- Finding peace in nature during the COVID-19 Social Distancing
- How Not to Get Sick This Winter
- Winter Deluge Health Survival
- Looking at CBD for your Dog
- KLIIN Creates a Splash!
- Start a Fitness Journey with Health Conditions
- Get Back on Track
- How to Stay Energized All Day with Natural Supplements
- 3 Yin Yoga Poses for Stress
- Mediterranean Spiced Lamb Stew with Apricots and Coriander
- Sharpen the Mind
- “TEA”RRIFICALLY Healthy Winter Gifts of Warmth
- Celeriac, Truffle, Smoked Bacon and Thyme Soup
- Make 3 Easy Meals in Mugs
- Going the Extra Mile
Eat to Beat Inflammation
The anti-inflammatory diet focuses on key foods to help minimize the symptoms of chronic inflammatory disease.
Inflammation is a natural part of our body’s immune system. When we get the flu or catch a virus, our immune system triggers an inflammatory response to defend against harmful invaders. When we have a wound, the inflammatory process is also activated to help repair our body’s damaged tissues. Both cases are a form of acute inflammation, which means they are normally short-lived. With chronic inflammation the body can have abnormal, misplaced, and, or systemic inflammation for a prolonged time. This can have a negative impact on our tissues and organ function.
Today, inflammatory-related diseases like type 2 diabetes, asthma, heart disease, colitis, Crohn’s disease, arthritis, Alzheimer’s disease and vasculitis are more prevalent than ever. Atherosclerotic cardiovascular disease, cancer, and chronic obstructive lung diseases are among the most common inflammatory conditions worldwide and are among the leading causes of mortality.
Causes of Chronic Inflammation
When acute inflammation from infections or injuries are left untreated chronic inflammation can ensue. Long-term exposure to irritants like pollution or industrial chemicals can also cause chronic inflammation. Several other factors may cause chronic inflammation – being overweight or obese, smoking, excess alcohol consumption, exposure to chronic stress, our environment (i.e. air pollution, chemicals), and some medications. Genetics undoubtably plays a role in chronic inflammation, particularly when it comes to auto-immune diseases. Many autoimmune disorders linked to chronic inflammation include type 1 diabetes, rheumatoid arthritis, psoriasis/ psoriatic arthritis, multiple sclerosis, lupus, inflammatory bowel disease, Addison’s disease, Graves’ disease, Sjogren’s syndrome, Hashimoto’s thyroiditis, vasculitis, pernicious anemia, and celiac disease.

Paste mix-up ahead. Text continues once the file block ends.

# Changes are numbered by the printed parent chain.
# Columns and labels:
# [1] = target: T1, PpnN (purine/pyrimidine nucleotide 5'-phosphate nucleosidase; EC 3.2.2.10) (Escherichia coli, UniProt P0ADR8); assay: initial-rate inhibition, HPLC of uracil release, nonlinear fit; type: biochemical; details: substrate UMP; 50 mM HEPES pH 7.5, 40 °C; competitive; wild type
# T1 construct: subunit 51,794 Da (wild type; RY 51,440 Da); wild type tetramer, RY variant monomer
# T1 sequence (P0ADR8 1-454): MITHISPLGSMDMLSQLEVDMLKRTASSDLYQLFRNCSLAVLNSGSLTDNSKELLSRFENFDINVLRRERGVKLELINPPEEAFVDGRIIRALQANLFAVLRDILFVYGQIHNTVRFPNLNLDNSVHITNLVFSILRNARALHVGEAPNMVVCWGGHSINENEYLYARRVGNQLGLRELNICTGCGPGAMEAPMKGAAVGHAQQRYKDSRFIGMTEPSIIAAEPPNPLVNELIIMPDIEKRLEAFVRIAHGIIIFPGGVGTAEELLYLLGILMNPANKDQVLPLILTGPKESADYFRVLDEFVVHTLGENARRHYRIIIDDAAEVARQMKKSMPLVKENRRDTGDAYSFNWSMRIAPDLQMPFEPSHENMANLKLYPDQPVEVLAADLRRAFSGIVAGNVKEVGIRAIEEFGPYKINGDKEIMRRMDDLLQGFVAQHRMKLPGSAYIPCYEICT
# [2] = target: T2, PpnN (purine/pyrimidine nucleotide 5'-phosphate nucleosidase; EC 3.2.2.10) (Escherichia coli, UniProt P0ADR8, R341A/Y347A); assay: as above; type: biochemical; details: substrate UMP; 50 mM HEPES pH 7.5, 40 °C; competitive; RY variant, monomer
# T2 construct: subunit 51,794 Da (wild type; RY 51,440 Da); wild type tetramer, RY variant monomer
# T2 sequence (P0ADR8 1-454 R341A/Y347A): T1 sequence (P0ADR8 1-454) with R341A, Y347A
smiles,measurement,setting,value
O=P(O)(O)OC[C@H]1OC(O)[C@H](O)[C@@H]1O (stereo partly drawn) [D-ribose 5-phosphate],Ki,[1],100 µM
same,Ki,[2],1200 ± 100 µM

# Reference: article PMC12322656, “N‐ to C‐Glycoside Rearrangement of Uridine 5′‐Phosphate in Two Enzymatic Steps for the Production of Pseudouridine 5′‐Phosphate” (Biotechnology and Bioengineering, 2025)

The Anti-Inflammatory Diet
The diet mimics some eating patterns found in the Mediterranean diet, which focuses on whole, nutrient-dense foods. An anti-inflammatory diet can help us maintain good health and keep our immune system in top shape. Foods rich in vitamin C, E, zinc and lean protein are your go-to nutrients for health maintenance.
Vitamin C is found naturally in citrus fruits, cantaloupe, kiwi, papaya, mangos, pineapple, strawberries and blueberries. Vegetable sources of vitamin C include green and red peppers, broccoli, Brussels sprouts, cauliflower, spinach, tomatoes, and winter squash. Nuts and seeds provide great sources of vitamin E, while beans and lentils offer good sources of plant-based lean protein and zinc.
In general, the anti-inflammatory diet recommends less processed and refined foods, sugar-sweetened beverages, red meat (beef and pork), and fats like margarine, vegetable shortening and lard. Instead, the diet encourages wholesome foods – many which have antioxidant properties. Some research has found that these beneficial antioxidants protect our bodies against cell damage and inflammatory-related diseases caused by free radicals. Healthcare practitioners may also prescribe omega-3 and turmeric supplements for some individuals. If you are considering supplementation, connect with a registered dietitian to find the best regimen.
Top Anti-Inflammatory Foods
• Dark leafy greens (spinach, arugula, mustard greens, kale, collard
greens, Swiss chard, microgreens, Boston lettuce, romaine)
• Blueberries, blackberries, and cherries
• Dark grapes
• Cruciferous vegetables (broccoli and cauliflower)
• Beans and lentils
• Green tea
• Red wine (moderate amounts – no more than 15 drinks a week for
men, no more than 10 drinks a week for women or no more than 2
standard drinks per drinking occasion)
• Healthy fats – olive oil, flaxseed oil, canola oil
• Nuts – walnuts, pistachios, almonds, pine nuts
• Fish – salmon, sardines (those high in omega-3s)
• Spices – turmeric and cinnamon
• Dark chocolate
• Some healthy carbohydrates (whole grain breads, pastas, rice)
- Butler, N. (2017, Dec 3). Anti-inflammatory diet: What to know. Retrieved from https://www.medicalnewstoday.com/articles/320233.php
- Canadian Institutes of Health Research. (2018, Jan 2). Inflammation in chronic disease. Retrieved from http://www.cihr-irsc.gc.ca/e/43625.html
- Dansinger, M. (2017, Jun 21). Diabetes and inflammation. Retrieved from https://www.webmd.com/diabetes/type-2-diabetes-guide/inflammation-and-diabetes#1
- Dietitians of Canada. (2018, Sept 27). Alcohol and nutrition. Retrieved from http://www.unlockfood.ca/en/Articles/Alcohol-and-smoking/Alcohol-and-Nutrition.aspx
- Donath, M.Y., & Shoelson, S.E. (2011). Type 2 diabetes as an inflammatory disease. Nature Reviews Immunology, 11(2): 98-107.
- Eder, L., & Harvey, P. (2018, Feb 5). Inflammatory diseases can increase risk of heart disease: Doctors’ notes. Retrieved from https://www.thestar.com/life/2018/02/05/inflammatory-diseases-can-increase-risk-of-heart-disease-doctors-notes.html
Rosanna Lee is a registered dietitian / nutritionist with the College of Dietitians of Ontario. She currently practices in private and at multiple medical clinics in the Greater Toronto Area (Lifemark Bathurst and St. Clair, Long Branch Walk-in Clinic, Get Well Clinic). Get in touch with Rosanna today to kick-start your health and wellness journey! Email: [email protected].